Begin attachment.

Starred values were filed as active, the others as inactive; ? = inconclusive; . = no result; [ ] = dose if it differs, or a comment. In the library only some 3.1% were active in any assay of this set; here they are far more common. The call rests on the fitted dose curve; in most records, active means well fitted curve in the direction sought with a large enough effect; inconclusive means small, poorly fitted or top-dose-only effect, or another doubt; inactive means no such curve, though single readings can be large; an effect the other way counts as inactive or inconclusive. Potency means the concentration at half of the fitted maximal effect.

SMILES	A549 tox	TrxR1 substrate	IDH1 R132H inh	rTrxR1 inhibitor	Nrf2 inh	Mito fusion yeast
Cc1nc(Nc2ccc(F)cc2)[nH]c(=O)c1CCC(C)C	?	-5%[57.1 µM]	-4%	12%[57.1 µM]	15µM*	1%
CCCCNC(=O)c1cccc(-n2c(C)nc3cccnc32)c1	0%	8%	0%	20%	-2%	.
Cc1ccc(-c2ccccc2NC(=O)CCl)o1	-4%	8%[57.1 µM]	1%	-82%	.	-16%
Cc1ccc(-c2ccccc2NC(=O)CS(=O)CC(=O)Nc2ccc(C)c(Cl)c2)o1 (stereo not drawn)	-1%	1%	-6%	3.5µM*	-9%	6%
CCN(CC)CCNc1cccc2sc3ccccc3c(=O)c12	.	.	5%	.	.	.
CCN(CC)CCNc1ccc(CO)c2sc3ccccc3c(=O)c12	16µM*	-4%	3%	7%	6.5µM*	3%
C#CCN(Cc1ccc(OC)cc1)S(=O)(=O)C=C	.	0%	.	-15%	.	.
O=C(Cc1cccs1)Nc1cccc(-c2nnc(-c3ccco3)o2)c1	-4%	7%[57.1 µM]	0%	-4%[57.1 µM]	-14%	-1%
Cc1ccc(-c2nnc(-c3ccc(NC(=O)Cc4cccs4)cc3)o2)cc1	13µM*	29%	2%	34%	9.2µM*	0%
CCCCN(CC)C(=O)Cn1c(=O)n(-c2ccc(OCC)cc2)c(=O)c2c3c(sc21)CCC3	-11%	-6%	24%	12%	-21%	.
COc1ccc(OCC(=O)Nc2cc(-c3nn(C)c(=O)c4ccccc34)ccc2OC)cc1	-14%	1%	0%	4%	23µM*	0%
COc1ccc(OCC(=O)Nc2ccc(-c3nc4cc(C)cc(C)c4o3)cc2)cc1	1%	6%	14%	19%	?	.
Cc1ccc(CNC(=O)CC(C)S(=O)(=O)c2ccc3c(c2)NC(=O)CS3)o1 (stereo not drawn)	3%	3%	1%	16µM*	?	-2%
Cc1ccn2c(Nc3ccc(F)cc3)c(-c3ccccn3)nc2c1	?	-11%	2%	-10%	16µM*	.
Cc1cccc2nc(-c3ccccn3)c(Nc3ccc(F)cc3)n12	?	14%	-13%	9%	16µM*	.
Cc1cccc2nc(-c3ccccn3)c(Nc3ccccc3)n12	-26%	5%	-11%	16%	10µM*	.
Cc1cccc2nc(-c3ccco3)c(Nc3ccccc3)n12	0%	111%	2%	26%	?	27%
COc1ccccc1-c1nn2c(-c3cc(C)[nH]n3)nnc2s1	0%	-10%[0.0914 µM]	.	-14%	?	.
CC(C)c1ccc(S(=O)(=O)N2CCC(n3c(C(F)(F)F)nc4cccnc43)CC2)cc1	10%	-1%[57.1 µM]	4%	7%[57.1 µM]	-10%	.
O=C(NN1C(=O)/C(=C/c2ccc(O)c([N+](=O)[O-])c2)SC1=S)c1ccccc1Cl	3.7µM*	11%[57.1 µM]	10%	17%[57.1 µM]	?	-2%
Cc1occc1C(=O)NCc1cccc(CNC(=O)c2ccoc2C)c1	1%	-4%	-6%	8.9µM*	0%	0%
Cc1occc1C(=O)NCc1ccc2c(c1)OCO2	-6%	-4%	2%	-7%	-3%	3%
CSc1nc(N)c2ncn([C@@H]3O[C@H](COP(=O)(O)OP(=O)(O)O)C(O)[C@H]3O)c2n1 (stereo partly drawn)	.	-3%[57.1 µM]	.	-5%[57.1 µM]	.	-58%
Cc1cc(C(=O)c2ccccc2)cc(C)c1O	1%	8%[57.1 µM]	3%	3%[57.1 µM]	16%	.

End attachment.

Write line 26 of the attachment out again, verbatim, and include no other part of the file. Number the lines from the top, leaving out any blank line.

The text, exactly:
Cc1cc(C(=O)c2ccccc2)cc(C)c1O	1%	8%[57.1 µM]	3%	3%[57.1 µM]	16%	.